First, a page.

Photos from my trip to Quebec, July - August 2012

     We have all seen roadsigns that read, "Falling Rocks," but who has ever seen falling rocks? On the stretch of Route 3 north of Pittsburg, New Hampshire, before the crossing into Chartierville, Quebec, there are plenty of signs warning of moose and deer. Those signs are quite serious. I spotted this deer in the road from about three hundred yards away, and it did not move until a few seconds after I stopped, quite close. This shot was taken through the windshield.



     This moose was grazing by the road. As I slowed to a standstill, it moved a few yards and then stood still, seeming nonplussed by car and me, about thirty feet away. It stared directly at me and the camera in the open car window.









     I stayed in a summer cottage on the eastern shore of Lac Megantic, about forty road miles from the border.



     I like this shot because it caught the red of the setting sun on the geese's bellies.



     There were plenty of geese, loons, hawks, seagulls, crows, and smaller birds.





     Whenever I have heard or seen a loon, I have been in a very good place for me to be.



     I had never seen so many toads.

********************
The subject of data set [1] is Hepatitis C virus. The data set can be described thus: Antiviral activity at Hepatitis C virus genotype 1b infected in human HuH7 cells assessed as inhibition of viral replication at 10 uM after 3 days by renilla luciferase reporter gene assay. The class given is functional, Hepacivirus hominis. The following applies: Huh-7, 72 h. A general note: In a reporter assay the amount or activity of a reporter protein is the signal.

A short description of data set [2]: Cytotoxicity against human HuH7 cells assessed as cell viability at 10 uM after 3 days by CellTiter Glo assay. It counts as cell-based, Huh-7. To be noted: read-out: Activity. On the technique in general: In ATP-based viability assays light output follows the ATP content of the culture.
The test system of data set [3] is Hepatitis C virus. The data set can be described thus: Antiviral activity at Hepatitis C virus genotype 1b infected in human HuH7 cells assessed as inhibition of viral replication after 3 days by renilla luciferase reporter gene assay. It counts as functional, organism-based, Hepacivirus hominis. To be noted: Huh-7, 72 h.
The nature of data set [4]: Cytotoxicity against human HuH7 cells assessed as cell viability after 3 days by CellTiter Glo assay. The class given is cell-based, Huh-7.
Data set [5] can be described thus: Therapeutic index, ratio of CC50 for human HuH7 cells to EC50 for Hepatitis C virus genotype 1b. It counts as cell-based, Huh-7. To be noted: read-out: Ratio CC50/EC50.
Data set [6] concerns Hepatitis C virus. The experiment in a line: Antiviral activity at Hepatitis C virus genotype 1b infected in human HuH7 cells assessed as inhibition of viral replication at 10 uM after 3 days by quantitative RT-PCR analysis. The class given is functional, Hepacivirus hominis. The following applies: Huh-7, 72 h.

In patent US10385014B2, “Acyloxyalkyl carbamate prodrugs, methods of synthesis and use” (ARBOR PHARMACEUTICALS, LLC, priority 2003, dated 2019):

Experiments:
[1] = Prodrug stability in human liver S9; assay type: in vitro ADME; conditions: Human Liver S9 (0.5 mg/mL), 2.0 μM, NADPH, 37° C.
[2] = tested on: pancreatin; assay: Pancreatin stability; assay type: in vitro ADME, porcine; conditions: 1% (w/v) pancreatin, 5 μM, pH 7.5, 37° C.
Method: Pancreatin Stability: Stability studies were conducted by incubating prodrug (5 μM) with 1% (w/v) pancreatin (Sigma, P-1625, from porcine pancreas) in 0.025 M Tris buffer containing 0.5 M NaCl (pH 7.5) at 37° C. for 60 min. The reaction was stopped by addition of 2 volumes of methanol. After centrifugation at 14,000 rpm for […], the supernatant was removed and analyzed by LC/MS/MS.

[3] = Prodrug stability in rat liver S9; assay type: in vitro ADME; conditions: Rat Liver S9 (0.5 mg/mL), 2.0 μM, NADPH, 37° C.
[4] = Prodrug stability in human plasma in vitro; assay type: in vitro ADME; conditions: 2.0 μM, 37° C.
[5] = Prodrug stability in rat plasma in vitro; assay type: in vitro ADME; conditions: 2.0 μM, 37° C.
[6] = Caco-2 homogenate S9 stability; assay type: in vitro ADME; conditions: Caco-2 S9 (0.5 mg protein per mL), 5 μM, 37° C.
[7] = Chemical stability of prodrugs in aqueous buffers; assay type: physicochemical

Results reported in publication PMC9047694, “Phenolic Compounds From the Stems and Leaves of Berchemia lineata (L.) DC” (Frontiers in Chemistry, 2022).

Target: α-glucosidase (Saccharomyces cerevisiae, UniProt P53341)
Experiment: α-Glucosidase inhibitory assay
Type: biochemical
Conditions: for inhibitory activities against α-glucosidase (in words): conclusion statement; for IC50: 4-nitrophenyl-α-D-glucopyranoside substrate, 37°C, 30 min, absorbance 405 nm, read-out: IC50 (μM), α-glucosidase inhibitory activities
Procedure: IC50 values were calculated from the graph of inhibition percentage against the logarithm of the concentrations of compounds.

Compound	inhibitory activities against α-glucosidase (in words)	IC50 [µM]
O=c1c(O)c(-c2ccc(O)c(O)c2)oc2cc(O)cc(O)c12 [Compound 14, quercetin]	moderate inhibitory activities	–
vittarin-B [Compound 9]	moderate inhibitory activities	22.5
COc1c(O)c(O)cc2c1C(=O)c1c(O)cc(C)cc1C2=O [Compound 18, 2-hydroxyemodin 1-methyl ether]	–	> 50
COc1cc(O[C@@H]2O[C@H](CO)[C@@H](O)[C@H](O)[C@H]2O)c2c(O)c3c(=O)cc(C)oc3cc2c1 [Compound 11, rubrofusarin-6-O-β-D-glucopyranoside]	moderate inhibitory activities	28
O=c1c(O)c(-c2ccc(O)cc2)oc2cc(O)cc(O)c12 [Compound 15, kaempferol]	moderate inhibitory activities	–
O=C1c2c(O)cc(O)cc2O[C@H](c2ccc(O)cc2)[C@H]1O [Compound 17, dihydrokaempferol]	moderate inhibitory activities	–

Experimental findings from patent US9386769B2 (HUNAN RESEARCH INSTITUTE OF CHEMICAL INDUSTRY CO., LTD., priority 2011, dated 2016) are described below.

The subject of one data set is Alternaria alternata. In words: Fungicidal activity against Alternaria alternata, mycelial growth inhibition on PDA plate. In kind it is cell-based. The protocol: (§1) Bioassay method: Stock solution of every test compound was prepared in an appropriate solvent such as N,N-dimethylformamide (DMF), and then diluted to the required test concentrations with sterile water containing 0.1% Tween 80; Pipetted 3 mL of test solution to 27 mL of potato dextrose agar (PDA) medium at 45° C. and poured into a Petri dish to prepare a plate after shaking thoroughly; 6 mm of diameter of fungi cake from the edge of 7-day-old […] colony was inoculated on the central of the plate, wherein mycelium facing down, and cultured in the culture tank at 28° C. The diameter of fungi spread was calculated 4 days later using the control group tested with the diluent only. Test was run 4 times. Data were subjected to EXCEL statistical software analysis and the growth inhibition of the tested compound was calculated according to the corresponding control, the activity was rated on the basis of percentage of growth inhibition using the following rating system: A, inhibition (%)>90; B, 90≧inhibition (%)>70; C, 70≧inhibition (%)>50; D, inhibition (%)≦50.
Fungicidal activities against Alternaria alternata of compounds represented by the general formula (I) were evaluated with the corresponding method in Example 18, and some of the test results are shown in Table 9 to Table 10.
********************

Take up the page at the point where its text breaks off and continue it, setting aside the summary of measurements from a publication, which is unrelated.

There was no shortage of chipmunks either.



     I kept thinking what a peaceful place this is, until I saw a dragonfly fly into a spider web. I was reminded that life is quite often very violent. My companion for a brief part of my generally eremitic trip took these shots.

















     I spent many hours sitting beside this beaver pond, usually with camera ready. Now, Lac Megantic is 1,300 feet above sea level, and the mean low temperature for both January and February is three degrees Fahrenheit. I know that tropical jungles are full of life, but... As I sat and stared, I was awestruck by how explosive with life our planet really is, where unpaved by humans. Except for occasional rocks, every square inch was covered with flora and crawling or swimming with fauna, with things flying above.











     This shot allowed for the positive identification of these ducks as mallards, according to naturalist Bill Amidon.



     These next three are obviously really poor shots, but I like the way that they show something of a duck's flight configuration.





















     The only thing I know about photography is that I am supposed to know about things like aperture, ISO, depth of field, and such. There were so many photo ops beside Lac Megantic that maybe next time I will bring a manual or two.




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